This is a myth we often buy into as writers: that it’s solitary work. The stereotype is romantic — the novelist or poet locked into a small room, hunched over a typewriter, pouring inspired verse onto a page. Genius happens in solitude. Friends can be found and parties attended after the writing is published. Whenever that happens.
I don’t buy it.
Sure, we all need periods of quiet and focus to get our work done. But if writing is such a solo endeavor, why do we writers often get so much done in a class or workshop or write-in or group? Company — the right kind of company — bolsters creativity because it energizes and inspired and reminds us that we’re not alone. Others know this path, others can relate to our struggles, others appreciate our efforts and we will not languish in obscurity because we’ve already arrived in community.
This will sound like a conspiracy theory, I know, but I suspect the solitary writer cliché is supported (if not invented) by the writing industry. The big, patriarchal business. That mechanization has convinced so many intelligent people that our fates lie in the hands of just five mainstream publishers — and scores of agents and editors who chose to represent (or, more likely, to not represent) our work based on whim and mood and how pinchy their shoes are, rather than what they know of us as fellow humans in a social or work circle.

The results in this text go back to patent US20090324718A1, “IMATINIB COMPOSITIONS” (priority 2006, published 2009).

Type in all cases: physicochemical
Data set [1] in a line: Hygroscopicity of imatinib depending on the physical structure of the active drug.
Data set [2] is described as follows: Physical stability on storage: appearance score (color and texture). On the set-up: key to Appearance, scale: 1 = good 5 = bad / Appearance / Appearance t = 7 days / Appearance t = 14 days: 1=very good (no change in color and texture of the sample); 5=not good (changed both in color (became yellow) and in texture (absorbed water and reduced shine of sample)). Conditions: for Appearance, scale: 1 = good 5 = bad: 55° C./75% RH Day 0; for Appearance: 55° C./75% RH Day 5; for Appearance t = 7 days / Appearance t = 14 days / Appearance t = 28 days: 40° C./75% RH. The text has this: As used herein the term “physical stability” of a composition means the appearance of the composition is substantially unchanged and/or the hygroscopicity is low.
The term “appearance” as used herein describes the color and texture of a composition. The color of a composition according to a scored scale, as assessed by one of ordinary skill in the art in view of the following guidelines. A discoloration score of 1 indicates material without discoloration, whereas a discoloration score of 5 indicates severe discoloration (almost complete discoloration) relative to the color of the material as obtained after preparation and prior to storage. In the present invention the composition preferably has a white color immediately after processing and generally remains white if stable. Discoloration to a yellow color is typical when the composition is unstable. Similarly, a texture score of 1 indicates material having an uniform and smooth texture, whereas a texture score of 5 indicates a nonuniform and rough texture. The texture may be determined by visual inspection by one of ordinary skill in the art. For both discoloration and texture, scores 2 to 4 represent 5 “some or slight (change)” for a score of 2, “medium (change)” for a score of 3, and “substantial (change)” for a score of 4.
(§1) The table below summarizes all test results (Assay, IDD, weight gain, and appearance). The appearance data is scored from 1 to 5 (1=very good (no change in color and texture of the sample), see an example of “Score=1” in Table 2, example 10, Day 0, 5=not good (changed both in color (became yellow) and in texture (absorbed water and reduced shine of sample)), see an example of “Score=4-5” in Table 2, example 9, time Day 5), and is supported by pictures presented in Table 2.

Not that those agents, editors and publishers are bad people. They’re writers with writing dreams, too. But we don’t know them, so of course their decisions to represent and sign and publish us have to be based on gut and whim and what the market predicts (Vampire zombies! Dystopian teen romances on Neptune!) because those agents, editors and publishers aren’t in our circles.
We don’t have circles.
We’re in our rooms, alone, typing one-handed so we can cross the fingers on our other hand that this project — this one! — will find an audience.
Let’s stop that nonsense. We need each other. We need to think more like packs and less like lone wolves. When musicians have an idea for a project, they enlist fellow musicians to make it happen. When they’re ready to make an album, if no record label or studio is available, they record in a bedroom or basement or garage. If no booking agent is available to line up a show, they team up with fellow musicians to create a showcase or share a tour. If no publicist is available, they flier and spread the word through friends. Music happens in community and it leans on community beyond the making and performing of the song.
Writers need to do that.
This is what I believe about any literary community: It contains all the editors, publishers, publicists, cover art designers, graphic designers, organizers of shows, emcees, performers and audience members needed to support all of its writers. Community is magic: It expands to meet every need of those who make up its numbers. But the magic can only occur when we ask for it. More to the point, when we ask each other for it.
We have to ask. This is hard for writers — in part because many of us are introverts and in part because we’re well trained not to ask. Just to hope and follow rules and stay in our rooms with our fingers crossed. That’s ridiculous. We need to ask. A lot. We need to get good at stating our needs. We need to get good at stating our dreams. And then we need to dare to dream bigger and ask bigger and, in turn, be willing to answer the big asks of our fellow writers in full faith that by granting the dreams of one of us we are fulfilling the creative desires of all of us.